Do Parties Matter? The third or partisan hypothesis suggests that the ideological background of a government, which is expressed in its party affiliation, has a major influence on foreign policy. Governments formed by left-of-center parties or at least dominated by leftist parties are expected to oppose America’s Iraq policy. Governments
16 This argument needs at least one further auxiliary assumption. For example, it can be argued that, for diplomatic reasons, a country tends to support a friendly nation, because it seeks to avoid conflict not only on the domestic level, but also on the international level. Only if domestic opposition is obvious, a government should withdraw from its predisposed supporting stance. See Bennet et al. (1994). In the strict sense, this argument leaves the subsystemic level and employs a third-image argument. 17 This argument rests on the consideration that even with unclear survey data, a significant part of the population is highly mobilized if hundreds of thousands of people take to the street. A very strong issue-specific activation suggests that the relevant issue has a significant impact on the overall valuation of a government or party. Thus, this issue should be relevant for the voting decisions of an important part of society.


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formed by or dominated by right-of-center parties are supposed to back the United States. Obviously, this hypothesis implies a very different conception of political actors. They are not primarily regarded as utility maximizers, who derive utility only from being in office. On the contrary, this hypothesis models political actors as mainly policy oriented. It assumes that their first and foremost concern is to shape their countries’ policy according to their political beliefs or ideology. According to the ‘‘partisan theory’’ (Hibbs 1992), political actors are, with limits of course, able to do this. Partisan theory suggests that the partisan composition of a government is a major determinant of policy outputs and outcomes as well. Party ideologies are thought to be relevant for public policy (Hibbs 1977; Schmidt 1996; Alesina, Roubini, and Cohen 1997; Boix 1998). Regularly policy preferences are operationalized through the left–right scheme. We followed this scheme and grouped all major parties and all governments in either the right category or the left one. Social-democratic, socialist, communist, green and social-liberal parties were counted as left parties. The category of right parties consists of conservative, liberal and liberal-conservative, Christian-democratic, and center-parties.18 We applied two criteria for that classification. The first criterion was the way a party sees itself, which is expressed in which international party organization a party is a (associate) member.19 Secondly, the political science literature about European parties and their ideological orientation and media reports were used to classify the parties.20 The hypothesis that leftist parties, and therefore governments dominated by leftist parties, should oppose the Iraq policy of the Bush administration rests on three considerations. Firstly, it can be argued that ideological kinship plays a role in international coalition-building processes, which implies that right-orientated governments tend to support a conservative U.S. administration.21 Secondly, the political left tends to value peace and nonmilitary conflict resolution higher, especially when there is no ‘‘clear’’ humanitarian cause for an intervention.22 Thirdly, antiAmerican sentiment seems to be stronger within the European left than the (moderate) right. Although the partisan hypothesis is widely examined, discussed, and usually affirmed in Comparative Politics and Comparative Economics, it is neglected in Comparative Foreign Policy Analysis and IRs. Studies that explicitly examine whether the ‘‘color’’ of a state’s government makes a difference for its external behavior in comparative perspective are very rare, even though disagreements between parties over foreign policy issues are quite common and often as fiercely debated as those about domestic issues.23 This neglect of party politics in the analysis of foreign policy and IRs is particularly noteworthy, because the ‘‘partisan theory’’ lies at the center of democratic legitimation. It is also remarkable because, with the ‘‘constructivist turn’’ (Checkel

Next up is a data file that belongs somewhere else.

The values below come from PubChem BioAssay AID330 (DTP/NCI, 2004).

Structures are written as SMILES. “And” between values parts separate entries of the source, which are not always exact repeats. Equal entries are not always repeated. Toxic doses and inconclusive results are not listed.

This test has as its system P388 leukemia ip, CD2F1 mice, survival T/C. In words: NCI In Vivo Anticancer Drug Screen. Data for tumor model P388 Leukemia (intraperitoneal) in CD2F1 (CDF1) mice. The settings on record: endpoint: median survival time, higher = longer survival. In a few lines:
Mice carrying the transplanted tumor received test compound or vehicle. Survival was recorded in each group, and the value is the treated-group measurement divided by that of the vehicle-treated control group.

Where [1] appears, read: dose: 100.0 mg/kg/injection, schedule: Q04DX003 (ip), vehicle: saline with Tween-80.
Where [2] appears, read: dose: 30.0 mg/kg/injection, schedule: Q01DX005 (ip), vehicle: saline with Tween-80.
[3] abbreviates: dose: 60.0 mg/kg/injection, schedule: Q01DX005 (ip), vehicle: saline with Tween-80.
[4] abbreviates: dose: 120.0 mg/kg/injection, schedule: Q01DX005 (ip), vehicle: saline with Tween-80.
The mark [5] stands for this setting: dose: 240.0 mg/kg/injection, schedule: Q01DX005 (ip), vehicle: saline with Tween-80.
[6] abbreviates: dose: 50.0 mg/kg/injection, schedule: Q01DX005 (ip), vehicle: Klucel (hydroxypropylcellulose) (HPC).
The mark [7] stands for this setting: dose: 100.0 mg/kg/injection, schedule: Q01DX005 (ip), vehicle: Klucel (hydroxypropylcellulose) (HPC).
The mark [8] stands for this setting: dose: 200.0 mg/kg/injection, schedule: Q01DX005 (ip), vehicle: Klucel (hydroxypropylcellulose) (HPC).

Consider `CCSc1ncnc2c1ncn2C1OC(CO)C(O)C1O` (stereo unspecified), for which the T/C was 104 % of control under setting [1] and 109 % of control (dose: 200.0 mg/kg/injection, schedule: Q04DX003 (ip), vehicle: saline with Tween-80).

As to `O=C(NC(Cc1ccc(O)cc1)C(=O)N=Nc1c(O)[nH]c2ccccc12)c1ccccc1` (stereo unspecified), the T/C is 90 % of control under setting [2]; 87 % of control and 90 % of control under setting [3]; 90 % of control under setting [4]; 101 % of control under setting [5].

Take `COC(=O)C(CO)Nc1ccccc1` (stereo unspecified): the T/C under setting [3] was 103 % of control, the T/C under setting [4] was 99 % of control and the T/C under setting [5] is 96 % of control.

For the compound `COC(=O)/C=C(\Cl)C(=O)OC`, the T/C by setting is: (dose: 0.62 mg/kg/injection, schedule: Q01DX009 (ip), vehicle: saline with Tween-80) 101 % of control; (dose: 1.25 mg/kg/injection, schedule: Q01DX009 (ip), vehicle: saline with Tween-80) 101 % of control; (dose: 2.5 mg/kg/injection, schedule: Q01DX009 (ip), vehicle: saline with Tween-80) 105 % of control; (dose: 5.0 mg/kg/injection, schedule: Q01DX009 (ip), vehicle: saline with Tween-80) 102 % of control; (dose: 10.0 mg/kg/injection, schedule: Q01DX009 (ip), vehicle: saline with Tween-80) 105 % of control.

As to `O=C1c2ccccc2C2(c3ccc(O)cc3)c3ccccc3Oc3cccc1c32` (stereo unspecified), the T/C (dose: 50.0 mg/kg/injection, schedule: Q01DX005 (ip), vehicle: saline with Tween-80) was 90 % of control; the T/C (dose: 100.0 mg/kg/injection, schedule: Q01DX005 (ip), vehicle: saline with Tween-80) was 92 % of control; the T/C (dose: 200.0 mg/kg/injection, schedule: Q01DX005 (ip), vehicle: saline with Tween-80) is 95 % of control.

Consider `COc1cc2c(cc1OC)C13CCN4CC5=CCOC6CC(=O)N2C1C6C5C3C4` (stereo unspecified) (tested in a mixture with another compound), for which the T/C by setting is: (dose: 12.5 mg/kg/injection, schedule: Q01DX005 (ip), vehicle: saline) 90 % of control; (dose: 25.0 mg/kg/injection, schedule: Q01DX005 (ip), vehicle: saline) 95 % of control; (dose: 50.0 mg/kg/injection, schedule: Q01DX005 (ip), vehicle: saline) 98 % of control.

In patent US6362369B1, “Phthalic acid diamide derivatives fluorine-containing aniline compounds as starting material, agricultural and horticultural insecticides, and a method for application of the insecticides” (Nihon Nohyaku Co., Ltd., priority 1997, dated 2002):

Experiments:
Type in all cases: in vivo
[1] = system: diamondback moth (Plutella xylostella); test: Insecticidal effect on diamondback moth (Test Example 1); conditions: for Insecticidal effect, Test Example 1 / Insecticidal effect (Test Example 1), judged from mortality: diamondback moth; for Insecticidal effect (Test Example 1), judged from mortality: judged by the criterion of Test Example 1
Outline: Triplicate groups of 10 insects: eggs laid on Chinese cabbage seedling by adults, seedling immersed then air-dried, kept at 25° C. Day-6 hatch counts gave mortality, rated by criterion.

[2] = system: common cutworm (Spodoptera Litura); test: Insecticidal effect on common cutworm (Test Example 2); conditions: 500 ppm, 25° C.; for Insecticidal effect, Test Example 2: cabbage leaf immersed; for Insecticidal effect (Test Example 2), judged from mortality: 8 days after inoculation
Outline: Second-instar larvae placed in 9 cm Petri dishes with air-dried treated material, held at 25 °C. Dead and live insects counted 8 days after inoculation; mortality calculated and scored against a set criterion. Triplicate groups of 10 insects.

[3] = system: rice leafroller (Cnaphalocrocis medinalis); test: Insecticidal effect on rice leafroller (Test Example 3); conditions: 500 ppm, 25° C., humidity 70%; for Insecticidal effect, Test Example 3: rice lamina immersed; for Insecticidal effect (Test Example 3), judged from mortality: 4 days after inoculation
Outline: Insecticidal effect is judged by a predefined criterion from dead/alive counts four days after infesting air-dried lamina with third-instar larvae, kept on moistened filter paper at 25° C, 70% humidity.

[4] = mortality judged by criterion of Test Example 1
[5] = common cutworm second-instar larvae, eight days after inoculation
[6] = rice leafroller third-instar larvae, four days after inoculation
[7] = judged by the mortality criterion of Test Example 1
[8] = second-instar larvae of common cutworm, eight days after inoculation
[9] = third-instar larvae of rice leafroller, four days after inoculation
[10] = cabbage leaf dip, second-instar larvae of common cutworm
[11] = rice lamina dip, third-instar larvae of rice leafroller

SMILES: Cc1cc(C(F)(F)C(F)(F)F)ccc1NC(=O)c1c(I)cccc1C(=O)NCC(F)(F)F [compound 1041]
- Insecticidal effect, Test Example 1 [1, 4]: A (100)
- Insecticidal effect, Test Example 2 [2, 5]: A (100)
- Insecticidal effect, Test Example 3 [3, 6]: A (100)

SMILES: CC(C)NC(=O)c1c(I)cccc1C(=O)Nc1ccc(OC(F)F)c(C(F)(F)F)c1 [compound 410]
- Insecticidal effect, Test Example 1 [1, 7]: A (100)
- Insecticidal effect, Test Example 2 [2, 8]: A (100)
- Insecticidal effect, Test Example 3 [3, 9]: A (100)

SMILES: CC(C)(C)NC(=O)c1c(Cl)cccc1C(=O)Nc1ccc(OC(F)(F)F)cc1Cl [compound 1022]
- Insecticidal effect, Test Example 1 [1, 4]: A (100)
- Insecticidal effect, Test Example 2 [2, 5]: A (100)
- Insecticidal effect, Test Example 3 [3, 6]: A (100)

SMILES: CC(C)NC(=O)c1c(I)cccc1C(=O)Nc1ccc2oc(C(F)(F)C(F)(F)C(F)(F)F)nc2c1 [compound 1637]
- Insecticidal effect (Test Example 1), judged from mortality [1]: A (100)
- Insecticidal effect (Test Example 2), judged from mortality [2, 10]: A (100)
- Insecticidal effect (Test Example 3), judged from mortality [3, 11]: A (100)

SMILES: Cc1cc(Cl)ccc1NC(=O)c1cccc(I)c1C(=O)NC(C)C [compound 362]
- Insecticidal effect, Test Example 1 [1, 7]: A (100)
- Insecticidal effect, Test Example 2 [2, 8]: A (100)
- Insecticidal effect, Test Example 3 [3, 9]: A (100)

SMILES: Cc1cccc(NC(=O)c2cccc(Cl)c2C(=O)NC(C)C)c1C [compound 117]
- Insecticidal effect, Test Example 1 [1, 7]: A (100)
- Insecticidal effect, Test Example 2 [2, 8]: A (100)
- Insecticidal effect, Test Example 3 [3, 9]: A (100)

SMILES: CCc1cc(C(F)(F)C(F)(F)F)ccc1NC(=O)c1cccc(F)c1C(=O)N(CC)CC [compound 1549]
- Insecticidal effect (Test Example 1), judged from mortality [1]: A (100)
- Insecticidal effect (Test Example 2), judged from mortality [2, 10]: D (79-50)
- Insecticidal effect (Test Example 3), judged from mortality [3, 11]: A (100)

18 A complete list of the 116 examined parties and their classification can be downloaded at 19 Member lists are provided by all major international party organizations. See,,,,, and 20 Besides country-specific articles about party systems that cannot all be listed here, we mainly used Ismayr (2002, 2003) and Bugajski (2002), which provide a good overview of European party systems. 21 The assumption behind this argument is that ideological kinship involves a similar belief system or set of normative political attitudes, which leads to a similar assessment of problems and a similar policy, respectively. 22 The dimensions ‘‘peace’’ and ‘‘military’’ are important indicators for classifying parties on the left–right continuum (Budge and Klingemann 2001). 23 Of course, some studies on foreign policy analyze the role of political parties, but mostly those are countryspecific studies (see, for example, Banchoff 1993; Verbeek 2003). Comparative studies are rare. Exceptions are, for example, Zurn (1993), Kittel, Rittberger, and Schimmelfennig (1995), Kaarbo (1996), and Therien and Noel (2000). ¨ Therien and Noel provide a short overview of the spare literature about the impact of political parties on foreign policy as well.